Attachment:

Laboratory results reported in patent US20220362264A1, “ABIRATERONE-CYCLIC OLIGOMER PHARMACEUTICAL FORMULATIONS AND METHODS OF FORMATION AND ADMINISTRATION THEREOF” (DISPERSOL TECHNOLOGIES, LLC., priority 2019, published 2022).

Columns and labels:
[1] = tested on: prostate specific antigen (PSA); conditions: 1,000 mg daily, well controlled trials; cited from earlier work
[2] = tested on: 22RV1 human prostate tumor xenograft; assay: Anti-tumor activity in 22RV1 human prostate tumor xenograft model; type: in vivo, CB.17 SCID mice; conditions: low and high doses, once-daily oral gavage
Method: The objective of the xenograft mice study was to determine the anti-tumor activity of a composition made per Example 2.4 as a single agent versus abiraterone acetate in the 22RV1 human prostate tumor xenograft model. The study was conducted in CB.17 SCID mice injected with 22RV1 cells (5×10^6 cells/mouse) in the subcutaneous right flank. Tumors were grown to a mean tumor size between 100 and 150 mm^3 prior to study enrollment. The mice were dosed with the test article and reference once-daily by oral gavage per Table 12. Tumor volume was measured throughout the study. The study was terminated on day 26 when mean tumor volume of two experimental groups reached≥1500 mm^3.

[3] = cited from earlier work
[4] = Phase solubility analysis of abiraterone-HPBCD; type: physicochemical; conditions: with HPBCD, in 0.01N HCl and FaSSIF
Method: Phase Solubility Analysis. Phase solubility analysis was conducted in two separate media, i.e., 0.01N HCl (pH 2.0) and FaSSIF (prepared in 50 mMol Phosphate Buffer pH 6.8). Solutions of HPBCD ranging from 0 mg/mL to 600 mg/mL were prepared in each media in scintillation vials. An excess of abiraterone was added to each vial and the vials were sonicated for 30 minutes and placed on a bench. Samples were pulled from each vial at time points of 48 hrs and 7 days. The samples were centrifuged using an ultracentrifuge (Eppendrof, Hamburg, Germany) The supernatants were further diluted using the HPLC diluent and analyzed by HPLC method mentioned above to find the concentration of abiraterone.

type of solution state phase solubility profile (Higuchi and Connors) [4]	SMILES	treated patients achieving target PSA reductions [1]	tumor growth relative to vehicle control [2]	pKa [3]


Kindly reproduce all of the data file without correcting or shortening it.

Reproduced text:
Laboratory results reported in patent US20220362264A1, “ABIRATERONE-CYCLIC OLIGOMER PHARMACEUTICAL FORMULATIONS AND METHODS OF FORMATION AND ADMINISTRATION THEREOF” (DISPERSOL TECHNOLOGIES, LLC., priority 2019, published 2022).

Columns and labels:
[1] = tested on: prostate specific antigen (PSA); conditions: 1,000 mg daily, well controlled trials; cited from earlier work
[2] = tested on: 22RV1 human prostate tumor xenograft; assay: Anti-tumor activity in 22RV1 human prostate tumor xenograft model; type: in vivo, CB.17 SCID mice; conditions: low and high doses, once-daily oral gavage
Method: The objective of the xenograft mice study was to determine the anti-tumor activity of a composition made per Example 2.4 as a single agent versus abiraterone acetate in the 22RV1 human prostate tumor xenograft model. The study was conducted in CB.17 SCID mice injected with 22RV1 cells (5×10^6 cells/mouse) in the subcutaneous right flank. Tumors were grown to a mean tumor size between 100 and 150 mm^3 prior to study enrollment. The mice were dosed with the test article and reference once-daily by oral gavage per Table 12. Tumor volume was measured throughout the study. The study was terminated on day 26 when mean tumor volume of two experimental groups reached≥1500 mm^3.

[3] = cited from earlier work
[4] = Phase solubility analysis of abiraterone-HPBCD; type: physicochemical; conditions: with HPBCD, in 0.01N HCl and FaSSIF
Method: Phase Solubility Analysis. Phase solubility analysis was conducted in two separate media, i.e., 0.01N HCl (pH 2.0) and FaSSIF (prepared in 50 mMol Phosphate Buffer pH 6.8). Solutions of HPBCD ranging from 0 mg/mL to 600 mg/mL were prepared in each media in scintillation vials. An excess of abiraterone was added to each vial and the vials were sonicated for 30 minutes and placed on a bench. Samples were pulled from each vial at time points of 48 hrs and 7 days. The samples were centrifuged using an ultracentrifuge (Eppendrof, Hamburg, Germany) The supernatants were further diluted using the HPLC diluent and analyzed by HPLC method mentioned above to find the concentration of abiraterone.

type of solution state phase solubility profile (Higuchi and Connors) [4]	SMILES	treated patients achieving target PSA reductions [1]	tumor growth relative to vehicle control [2]	pKa [3]